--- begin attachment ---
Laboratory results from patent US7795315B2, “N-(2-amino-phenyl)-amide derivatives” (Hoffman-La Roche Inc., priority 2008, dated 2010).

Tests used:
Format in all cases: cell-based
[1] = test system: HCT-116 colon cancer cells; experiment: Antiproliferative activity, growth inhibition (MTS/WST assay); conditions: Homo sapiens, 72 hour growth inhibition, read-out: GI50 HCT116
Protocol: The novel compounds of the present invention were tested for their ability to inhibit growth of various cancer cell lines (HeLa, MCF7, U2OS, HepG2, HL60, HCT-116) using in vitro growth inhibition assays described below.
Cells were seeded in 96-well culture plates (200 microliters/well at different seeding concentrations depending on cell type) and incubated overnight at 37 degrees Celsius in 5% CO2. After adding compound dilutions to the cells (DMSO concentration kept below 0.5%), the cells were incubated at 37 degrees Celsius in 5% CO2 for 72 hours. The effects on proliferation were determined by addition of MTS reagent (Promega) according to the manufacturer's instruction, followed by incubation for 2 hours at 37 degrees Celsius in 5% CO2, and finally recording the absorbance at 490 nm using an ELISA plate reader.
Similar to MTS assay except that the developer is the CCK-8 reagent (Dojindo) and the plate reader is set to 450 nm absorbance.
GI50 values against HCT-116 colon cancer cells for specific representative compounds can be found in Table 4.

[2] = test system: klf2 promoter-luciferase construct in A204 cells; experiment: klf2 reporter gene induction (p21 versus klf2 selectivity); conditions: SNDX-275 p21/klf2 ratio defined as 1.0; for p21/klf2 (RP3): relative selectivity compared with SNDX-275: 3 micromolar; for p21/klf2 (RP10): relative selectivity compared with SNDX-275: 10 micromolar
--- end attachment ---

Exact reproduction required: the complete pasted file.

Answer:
Laboratory results from patent US7795315B2, “N-(2-amino-phenyl)-amide derivatives” (Hoffman-La Roche Inc., priority 2008, dated 2010).

Tests used:
Format in all cases: cell-based
[1] = test system: HCT-116 colon cancer cells; experiment: Antiproliferative activity, growth inhibition (MTS/WST assay); conditions: Homo sapiens, 72 hour growth inhibition, read-out: GI50 HCT116
Protocol: The novel compounds of the present invention were tested for their ability to inhibit growth of various cancer cell lines (HeLa, MCF7, U2OS, HepG2, HL60, HCT-116) using in vitro growth inhibition assays described below.
Cells were seeded in 96-well culture plates (200 microliters/well at different seeding concentrations depending on cell type) and incubated overnight at 37 degrees Celsius in 5% CO2. After adding compound dilutions to the cells (DMSO concentration kept below 0.5%), the cells were incubated at 37 degrees Celsius in 5% CO2 for 72 hours. The effects on proliferation were determined by addition of MTS reagent (Promega) according to the manufacturer's instruction, followed by incubation for 2 hours at 37 degrees Celsius in 5% CO2, and finally recording the absorbance at 490 nm using an ELISA plate reader.
Similar to MTS assay except that the developer is the CCK-8 reagent (Dojindo) and the plate reader is set to 450 nm absorbance.
GI50 values against HCT-116 colon cancer cells for specific representative compounds can be found in Table 4.

[2] = test system: klf2 promoter-luciferase construct in A204 cells; experiment: klf2 reporter gene induction (p21 versus klf2 selectivity); conditions: SNDX-275 p21/klf2 ratio defined as 1.0; for p21/klf2 (RP3): relative selectivity compared with SNDX-275: 3 micromolar; for p21/klf2 (RP10): relative selectivity compared with SNDX-275: 10 micromolar